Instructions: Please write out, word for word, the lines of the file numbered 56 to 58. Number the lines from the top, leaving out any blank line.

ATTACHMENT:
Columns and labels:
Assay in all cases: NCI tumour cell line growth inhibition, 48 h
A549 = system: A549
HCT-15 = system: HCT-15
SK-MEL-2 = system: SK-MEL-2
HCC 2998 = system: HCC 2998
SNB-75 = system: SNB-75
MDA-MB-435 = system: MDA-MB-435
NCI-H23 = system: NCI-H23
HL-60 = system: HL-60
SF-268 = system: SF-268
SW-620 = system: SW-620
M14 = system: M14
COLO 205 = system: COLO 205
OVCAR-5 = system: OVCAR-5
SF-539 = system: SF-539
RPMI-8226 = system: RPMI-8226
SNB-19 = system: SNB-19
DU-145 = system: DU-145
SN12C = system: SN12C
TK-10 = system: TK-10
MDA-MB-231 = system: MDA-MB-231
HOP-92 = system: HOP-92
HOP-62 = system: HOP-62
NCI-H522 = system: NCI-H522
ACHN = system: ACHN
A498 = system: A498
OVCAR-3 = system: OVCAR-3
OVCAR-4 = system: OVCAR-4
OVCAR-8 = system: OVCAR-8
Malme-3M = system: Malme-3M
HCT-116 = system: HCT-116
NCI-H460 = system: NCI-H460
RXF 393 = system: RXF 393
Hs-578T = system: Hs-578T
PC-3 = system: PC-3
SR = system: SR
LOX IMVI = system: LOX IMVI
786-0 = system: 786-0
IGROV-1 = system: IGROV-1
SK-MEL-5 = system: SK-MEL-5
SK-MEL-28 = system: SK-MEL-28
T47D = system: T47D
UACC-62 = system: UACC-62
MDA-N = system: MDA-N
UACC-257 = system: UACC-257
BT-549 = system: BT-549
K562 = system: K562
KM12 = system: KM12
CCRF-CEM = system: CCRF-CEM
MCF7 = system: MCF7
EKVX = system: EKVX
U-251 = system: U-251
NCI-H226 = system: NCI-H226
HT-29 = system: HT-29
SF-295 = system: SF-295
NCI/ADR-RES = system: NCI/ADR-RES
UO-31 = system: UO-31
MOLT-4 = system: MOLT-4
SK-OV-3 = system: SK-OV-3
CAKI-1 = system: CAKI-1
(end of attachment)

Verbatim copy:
SF-295 = system: SF-295
NCI/ADR-RES = system: NCI/ADR-RES
UO-31 = system: UO-31